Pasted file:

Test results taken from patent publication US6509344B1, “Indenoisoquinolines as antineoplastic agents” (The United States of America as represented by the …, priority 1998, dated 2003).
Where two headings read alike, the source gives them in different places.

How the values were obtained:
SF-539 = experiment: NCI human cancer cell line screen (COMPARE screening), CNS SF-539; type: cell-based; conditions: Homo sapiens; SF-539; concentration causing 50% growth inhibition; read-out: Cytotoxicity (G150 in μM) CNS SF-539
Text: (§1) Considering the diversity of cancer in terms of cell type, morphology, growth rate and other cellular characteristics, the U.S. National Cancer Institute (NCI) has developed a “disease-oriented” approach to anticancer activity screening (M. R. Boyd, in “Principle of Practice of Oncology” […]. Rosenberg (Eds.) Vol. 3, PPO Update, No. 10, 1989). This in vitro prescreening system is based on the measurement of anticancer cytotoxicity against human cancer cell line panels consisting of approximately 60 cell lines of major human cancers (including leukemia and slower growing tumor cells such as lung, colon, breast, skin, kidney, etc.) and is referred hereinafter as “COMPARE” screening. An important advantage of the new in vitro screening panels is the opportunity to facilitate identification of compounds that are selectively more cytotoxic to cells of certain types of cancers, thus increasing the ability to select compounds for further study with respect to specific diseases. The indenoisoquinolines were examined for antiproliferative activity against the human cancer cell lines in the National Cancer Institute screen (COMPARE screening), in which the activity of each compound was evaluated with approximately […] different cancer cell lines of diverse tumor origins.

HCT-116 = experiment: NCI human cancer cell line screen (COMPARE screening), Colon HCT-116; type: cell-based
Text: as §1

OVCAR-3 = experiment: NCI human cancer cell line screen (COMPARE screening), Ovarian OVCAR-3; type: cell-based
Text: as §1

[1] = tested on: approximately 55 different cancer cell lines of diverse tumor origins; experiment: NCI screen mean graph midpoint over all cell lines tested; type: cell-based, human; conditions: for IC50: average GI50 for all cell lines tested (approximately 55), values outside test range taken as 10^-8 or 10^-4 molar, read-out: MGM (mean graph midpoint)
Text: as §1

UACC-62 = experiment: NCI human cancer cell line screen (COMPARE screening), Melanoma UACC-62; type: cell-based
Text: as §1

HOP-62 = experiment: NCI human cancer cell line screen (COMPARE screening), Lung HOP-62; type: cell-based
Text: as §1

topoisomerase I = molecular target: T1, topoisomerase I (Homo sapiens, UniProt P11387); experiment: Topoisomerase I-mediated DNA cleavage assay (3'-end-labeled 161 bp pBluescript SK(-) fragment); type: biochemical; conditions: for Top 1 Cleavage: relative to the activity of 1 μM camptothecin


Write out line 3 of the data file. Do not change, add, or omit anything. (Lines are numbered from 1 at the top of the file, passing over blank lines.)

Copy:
How the values were obtained: